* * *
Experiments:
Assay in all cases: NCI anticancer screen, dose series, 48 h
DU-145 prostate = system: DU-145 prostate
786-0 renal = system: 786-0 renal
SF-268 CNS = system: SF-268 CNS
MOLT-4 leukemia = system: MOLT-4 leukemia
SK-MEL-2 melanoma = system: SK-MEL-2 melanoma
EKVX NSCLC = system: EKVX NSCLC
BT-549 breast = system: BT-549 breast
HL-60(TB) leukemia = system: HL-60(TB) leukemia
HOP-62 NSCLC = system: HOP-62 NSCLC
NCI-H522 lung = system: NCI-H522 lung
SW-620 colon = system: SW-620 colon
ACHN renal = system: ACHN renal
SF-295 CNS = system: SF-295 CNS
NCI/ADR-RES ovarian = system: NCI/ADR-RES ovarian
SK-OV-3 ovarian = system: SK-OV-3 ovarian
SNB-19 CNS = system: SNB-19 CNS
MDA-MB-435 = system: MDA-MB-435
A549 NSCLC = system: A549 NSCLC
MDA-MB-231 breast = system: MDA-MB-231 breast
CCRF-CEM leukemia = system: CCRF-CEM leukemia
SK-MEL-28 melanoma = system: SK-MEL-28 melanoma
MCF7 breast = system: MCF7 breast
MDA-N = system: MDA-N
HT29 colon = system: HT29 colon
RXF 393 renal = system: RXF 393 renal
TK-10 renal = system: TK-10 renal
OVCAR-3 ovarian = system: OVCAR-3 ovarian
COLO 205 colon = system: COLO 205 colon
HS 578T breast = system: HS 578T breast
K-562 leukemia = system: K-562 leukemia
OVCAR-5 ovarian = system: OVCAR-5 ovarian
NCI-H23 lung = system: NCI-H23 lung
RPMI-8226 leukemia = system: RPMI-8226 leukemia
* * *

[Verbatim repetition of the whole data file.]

Experiments:
Assay in all cases: NCI anticancer screen, dose series, 48 h
DU-145 prostate = system: DU-145 prostate
786-0 renal = system: 786-0 renal
SF-268 CNS = system: SF-268 CNS
MOLT-4 leukemia = system: MOLT-4 leukemia
SK-MEL-2 melanoma = system: SK-MEL-2 melanoma
EKVX NSCLC = system: EKVX NSCLC
BT-549 breast = system: BT-549 breast
HL-60(TB) leukemia = system: HL-60(TB) leukemia
HOP-62 NSCLC = system: HOP-62 NSCLC
NCI-H522 lung = system: NCI-H522 lung
SW-620 colon = system: SW-620 colon
ACHN renal = system: ACHN renal
SF-295 CNS = system: SF-295 CNS
NCI/ADR-RES ovarian = system: NCI/ADR-RES ovarian
SK-OV-3 ovarian = system: SK-OV-3 ovarian
SNB-19 CNS = system: SNB-19 CNS
MDA-MB-435 = system: MDA-MB-435
A549 NSCLC = system: A549 NSCLC
MDA-MB-231 breast = system: MDA-MB-231 breast
CCRF-CEM leukemia = system: CCRF-CEM leukemia
SK-MEL-28 melanoma = system: SK-MEL-28 melanoma
MCF7 breast = system: MCF7 breast
MDA-N = system: MDA-N
HT29 colon = system: HT29 colon
RXF 393 renal = system: RXF 393 renal
TK-10 renal = system: TK-10 renal
OVCAR-3 ovarian = system: OVCAR-3 ovarian
COLO 205 colon = system: COLO 205 colon
HS 578T breast = system: HS 578T breast
K-562 leukemia = system: K-562 leukemia
OVCAR-5 ovarian = system: OVCAR-5 ovarian
NCI-H23 lung = system: NCI-H23 lung
RPMI-8226 leukemia = system: RPMI-8226 leukemia